It was always going to happen but after just one week of relatively little change in global airline capacity if feels like a trick is being played on the industry with the arrival of variant Omicron just before the year-end holidays. Stock markets panicked, airline shares plummeted, regulators applied new travel restrictions and airlines shrugged their shoulders and said, “here we go again”. Both as an industry and from the wider health perspective we are so much better placed to deal with another Covid variant but that doesn’t stop speculation, media hysteria and the resultant impact on an already damaged industry seeking to recover.
With Omicron only being announced late Thursday airlines have not reflected any schedule changes in their filings with OAG but are of course making short-term cancellations to schedules and will undoubtedly be working through the required changes this week. Perspective is everything, as we reported last week Southern Africa, with the greatest respect, is a very small part of the aviation market and its capacity from the region is largely self-contained with a select range of long-haul connections. Still, good news stories never sold newspapers.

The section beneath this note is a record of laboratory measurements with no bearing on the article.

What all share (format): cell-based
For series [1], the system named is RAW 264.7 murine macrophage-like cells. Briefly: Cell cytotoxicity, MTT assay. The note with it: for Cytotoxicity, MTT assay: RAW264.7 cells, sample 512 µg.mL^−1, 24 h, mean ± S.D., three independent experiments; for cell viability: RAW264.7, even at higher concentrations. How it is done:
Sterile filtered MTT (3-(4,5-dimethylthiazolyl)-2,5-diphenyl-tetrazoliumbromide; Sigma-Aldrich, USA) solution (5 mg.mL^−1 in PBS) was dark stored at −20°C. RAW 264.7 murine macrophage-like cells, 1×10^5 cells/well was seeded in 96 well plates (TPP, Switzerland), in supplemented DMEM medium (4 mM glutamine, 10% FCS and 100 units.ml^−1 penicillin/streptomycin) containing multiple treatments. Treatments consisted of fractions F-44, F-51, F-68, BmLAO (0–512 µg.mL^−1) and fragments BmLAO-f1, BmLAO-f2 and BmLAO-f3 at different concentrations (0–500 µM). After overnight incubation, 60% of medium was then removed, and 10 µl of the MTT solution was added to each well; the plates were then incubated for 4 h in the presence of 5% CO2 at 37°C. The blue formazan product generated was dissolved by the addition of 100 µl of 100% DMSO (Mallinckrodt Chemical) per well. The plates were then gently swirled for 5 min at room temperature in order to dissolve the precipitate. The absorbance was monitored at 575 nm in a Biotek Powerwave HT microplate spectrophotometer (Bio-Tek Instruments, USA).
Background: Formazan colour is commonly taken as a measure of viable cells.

Back to more mundane matters. Global airline capacity continues to be recovering with a few more million seats added back this week compared to last week, partly because of the United States operating a full seven-day schedule with Thanksgiving thankfully over and some more growth in markets such as China, Australia, and the United Kingdom. At 78.7 million seats this week capacity is still 25% below the same week in 2019 and 26% below the week of the 20th January when the pandemic began to gather momentum. Looking further forward to the end of February a further 13 million seats were removed by airlines around the world compared to last week’s data which is around a 1% change in planned capacity which is a much lower rate of capacity change than we have seen in recent times; things are improving…honestly!
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